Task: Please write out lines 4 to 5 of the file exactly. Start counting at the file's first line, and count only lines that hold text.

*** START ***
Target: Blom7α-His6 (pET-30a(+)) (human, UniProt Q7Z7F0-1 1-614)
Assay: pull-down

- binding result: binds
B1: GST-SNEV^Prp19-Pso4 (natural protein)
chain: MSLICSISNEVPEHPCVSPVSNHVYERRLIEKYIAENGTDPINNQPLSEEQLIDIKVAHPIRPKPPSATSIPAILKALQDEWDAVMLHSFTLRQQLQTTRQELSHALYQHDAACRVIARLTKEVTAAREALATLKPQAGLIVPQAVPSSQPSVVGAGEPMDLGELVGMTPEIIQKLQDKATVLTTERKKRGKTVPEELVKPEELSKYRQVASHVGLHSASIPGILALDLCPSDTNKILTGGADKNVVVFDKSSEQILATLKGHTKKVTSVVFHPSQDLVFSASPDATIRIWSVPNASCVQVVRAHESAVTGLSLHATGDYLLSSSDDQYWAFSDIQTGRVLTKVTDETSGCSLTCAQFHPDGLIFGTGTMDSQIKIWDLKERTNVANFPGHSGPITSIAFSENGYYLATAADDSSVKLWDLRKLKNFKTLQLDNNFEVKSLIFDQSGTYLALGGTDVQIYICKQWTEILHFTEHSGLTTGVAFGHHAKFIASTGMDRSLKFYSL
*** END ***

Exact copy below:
B1: GST-SNEV^Prp19-Pso4 (natural protein)
chain: MSLICSISNEVPEHPCVSPVSNHVYERRLIEKYIAENGTDPINNQPLSEEQLIDIKVAHPIRPKPPSATSIPAILKALQDEWDAVMLHSFTLRQQLQTTRQELSHALYQHDAACRVIARLTKEVTAAREALATLKPQAGLIVPQAVPSSQPSVVGAGEPMDLGELVGMTPEIIQKLQDKATVLTTERKKRGKTVPEELVKPEELSKYRQVASHVGLHSASIPGILALDLCPSDTNKILTGGADKNVVVFDKSSEQILATLKGHTKKVTSVVFHPSQDLVFSASPDATIRIWSVPNASCVQVVRAHESAVTGLSLHATGDYLLSSSDDQYWAFSDIQTGRVLTKVTDETSGCSLTCAQFHPDGLIFGTGTMDSQIKIWDLKERTNVANFPGHSGPITSIAFSENGYYLATAADDSSVKLWDLRKLKNFKTLQLDNNFEVKSLIFDQSGTYLALGGTDVQIYICKQWTEILHFTEHSGLTTGVAFGHHAKFIASTGMDRSLKFYSL